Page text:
Reviews: Fable

Since My Original Review Was Deleted

I'm not entirely sure why my last review was deleted (I've heard that there may be a bug in the review system), but meh.

To be honest, I don't share the love many people have for this series. Every new release is always so sickeningly overhyped it's insulting, and the games themselves are 'streamlined' to a ridiculous degree. Of the features that are advertised, the vast majority of them never actually make it into the final product, and the ones that do make it in are always in a severely cut-down form. What's more, it seems as though every time a feature is added two more from the previous game are taken away, because we can't have the players enjoying themselves too much.

The games seem to be getting more and more simplistic and minimalist with each release; at this rate Fable 5 will just be a movie. It comes across as rather condescending, in that annoying kid's-show-host kind of way - Fable 3 takes it to extremes by effectively removing the interface altogether, because apparently buttons and lists are too complex for their customers to understand.

For all its promises of nonlinearity and deep moral choices, the main story in each game is always a fairly static and unmoving thing with little to no replayability, relying heavily on scripted events and But Thou Must situations to railroad the player down either a path of Purest Good or Darkest Evil - although I will admit this is a rather clever allusion to old-style children's fables, which makes the game's title make a lot more sense.

This series sells very well and always gets rave reviews, so it has to have something going for it, right? Well, to be honest, it is sort of fun at times, in a goofball frat-boy sort of way. It is, much like Just Cause 2, a game that's principally about fucking around - more a toy than a game, where the ultimate goal is doing whatever the hell you want to do. Is that entertaining? Well, yes, but it's hardly the grand, epic fantasy tale we were promised. Maybe my expectations are simply too high, maybe I've been spoiled by rare gems like Grim Fandango and Half Life and Fallout. Maybe you're one of those people whose expectations are more realistic, and who can enjoy this game for what it is. If you are, you'll probably find a lot to like in this game, even if I didn't.

Lowest Common Denominator

I'm going to be perfectly honest, I really don't see what people love so much about this series. They're always sickeningly overhyped and never ever ever live up to the promises the devs make about them. Half the features they're supposed to have don't get included and the ones that do make it in are usually in a severely cut-down form. But all that is a fairly minor problem when compared to my main issue with the series.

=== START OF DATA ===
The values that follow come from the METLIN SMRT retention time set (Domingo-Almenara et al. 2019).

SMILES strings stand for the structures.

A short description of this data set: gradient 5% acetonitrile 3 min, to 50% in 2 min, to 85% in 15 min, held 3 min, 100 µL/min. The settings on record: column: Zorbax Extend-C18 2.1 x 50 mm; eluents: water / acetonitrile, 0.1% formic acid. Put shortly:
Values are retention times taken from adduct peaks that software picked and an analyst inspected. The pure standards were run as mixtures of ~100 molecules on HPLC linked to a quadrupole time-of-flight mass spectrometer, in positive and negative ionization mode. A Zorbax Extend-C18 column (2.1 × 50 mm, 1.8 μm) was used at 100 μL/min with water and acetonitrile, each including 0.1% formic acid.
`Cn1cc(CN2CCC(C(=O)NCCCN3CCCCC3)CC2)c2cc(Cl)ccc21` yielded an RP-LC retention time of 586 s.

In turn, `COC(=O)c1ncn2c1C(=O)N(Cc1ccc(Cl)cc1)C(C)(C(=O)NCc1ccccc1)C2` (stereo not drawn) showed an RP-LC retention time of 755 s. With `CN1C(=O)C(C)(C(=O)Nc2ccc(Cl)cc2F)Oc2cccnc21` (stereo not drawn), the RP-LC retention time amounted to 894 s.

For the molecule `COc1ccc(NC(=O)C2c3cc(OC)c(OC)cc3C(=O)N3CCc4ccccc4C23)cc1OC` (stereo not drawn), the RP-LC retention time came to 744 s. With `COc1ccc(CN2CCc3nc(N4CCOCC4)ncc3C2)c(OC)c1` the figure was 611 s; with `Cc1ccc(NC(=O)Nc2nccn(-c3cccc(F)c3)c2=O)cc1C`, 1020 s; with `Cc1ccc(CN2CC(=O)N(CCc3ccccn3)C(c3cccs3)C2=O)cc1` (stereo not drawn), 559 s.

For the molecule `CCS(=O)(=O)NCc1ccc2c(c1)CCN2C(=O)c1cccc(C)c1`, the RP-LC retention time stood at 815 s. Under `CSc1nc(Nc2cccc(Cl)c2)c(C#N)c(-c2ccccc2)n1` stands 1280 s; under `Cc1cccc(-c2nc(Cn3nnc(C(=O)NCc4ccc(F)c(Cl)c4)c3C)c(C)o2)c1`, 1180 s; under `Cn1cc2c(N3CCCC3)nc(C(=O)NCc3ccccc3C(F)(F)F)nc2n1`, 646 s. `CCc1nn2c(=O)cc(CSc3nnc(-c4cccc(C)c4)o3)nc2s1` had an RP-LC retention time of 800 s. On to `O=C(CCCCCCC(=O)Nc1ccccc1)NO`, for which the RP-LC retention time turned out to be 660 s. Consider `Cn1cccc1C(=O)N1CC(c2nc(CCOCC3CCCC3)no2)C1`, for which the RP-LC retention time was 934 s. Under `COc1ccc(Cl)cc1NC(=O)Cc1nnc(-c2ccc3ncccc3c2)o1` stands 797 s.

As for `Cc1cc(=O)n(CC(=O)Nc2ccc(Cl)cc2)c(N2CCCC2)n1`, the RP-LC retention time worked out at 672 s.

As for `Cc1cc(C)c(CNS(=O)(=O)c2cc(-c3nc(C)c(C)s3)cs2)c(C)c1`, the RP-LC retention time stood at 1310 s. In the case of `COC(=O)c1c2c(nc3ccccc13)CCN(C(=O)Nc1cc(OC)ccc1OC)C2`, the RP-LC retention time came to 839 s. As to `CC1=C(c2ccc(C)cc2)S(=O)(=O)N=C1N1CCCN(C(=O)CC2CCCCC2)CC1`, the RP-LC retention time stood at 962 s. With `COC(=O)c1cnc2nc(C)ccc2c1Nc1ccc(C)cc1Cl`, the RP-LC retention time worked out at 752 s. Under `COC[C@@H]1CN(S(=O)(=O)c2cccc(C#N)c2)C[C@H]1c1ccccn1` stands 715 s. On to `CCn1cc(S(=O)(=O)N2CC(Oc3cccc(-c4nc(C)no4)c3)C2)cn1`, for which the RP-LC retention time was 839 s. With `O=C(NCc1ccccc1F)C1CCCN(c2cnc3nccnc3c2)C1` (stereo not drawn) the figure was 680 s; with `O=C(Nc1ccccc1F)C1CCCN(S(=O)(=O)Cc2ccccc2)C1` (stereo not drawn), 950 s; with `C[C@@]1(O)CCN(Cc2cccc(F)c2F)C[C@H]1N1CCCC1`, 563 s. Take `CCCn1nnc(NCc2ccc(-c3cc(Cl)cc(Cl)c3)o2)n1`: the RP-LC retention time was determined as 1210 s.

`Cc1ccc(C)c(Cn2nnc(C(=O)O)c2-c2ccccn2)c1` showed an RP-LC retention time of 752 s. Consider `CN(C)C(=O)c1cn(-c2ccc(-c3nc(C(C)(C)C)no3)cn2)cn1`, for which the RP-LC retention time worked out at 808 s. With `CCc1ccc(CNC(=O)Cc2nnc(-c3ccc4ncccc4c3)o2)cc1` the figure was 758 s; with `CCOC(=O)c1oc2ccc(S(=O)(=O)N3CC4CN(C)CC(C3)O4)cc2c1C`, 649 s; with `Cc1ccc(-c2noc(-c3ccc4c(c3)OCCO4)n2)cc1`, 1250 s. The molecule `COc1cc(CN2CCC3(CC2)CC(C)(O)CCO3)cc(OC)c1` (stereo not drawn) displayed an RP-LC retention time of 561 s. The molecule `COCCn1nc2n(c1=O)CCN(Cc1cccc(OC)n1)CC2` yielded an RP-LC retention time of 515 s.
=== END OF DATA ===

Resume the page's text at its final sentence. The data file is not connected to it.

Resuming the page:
You see, every game in the series is quite obviously designed to adhere to the 'Keep It Simple, Stupid' principle, and in this case that's short for 'Keep It Insultingly Simple Because We Think Our Customers Are Stupid'. Everything is 'streamlined' and 'simplified' to a massive degree that only gets worse as the series progresses, which is a very good way to hide the fact that just about every system in the game is about as deep as a sidewalk rain puddle. The whole ensemble comes off as rather condescending, like the developers think I wouldn't be able to handle something as mind-numbingly complex as a video game without substantial assistance.

In summary, the game feels less like an epic fantasy tale and more like a children's picture book - which, given the title, is oddly fitting, I suppose. Even that would be acceptable if it were fun, and parts of it are in short bursts, but much of the game isn't just heavily simplified, it's boring, which is the worst possible thing a game can be. If you want to have enough money to do much of anything, you have to wade through tons of painfully dull side missions, including literal work in the second and third ones, which is exactly as entertaining as 'work' is in real life. Once you've worked enough to earn money to actually play the game and get into the meat of it, you're thrust into the main story, which is painfully lame in the first two games. The third game, at least, improves on this aspect substantially, adding some nice moral complexity that actually made me think about a decision for the first time in the series.

This series can be fun, and I'm sure some people enjoy them, but overall they just feel like they're marketed to the lowest common denominator. I like my games to be just a bit deeper than these. Personally, I'd skip the first two outright, although the third is at least worth renting.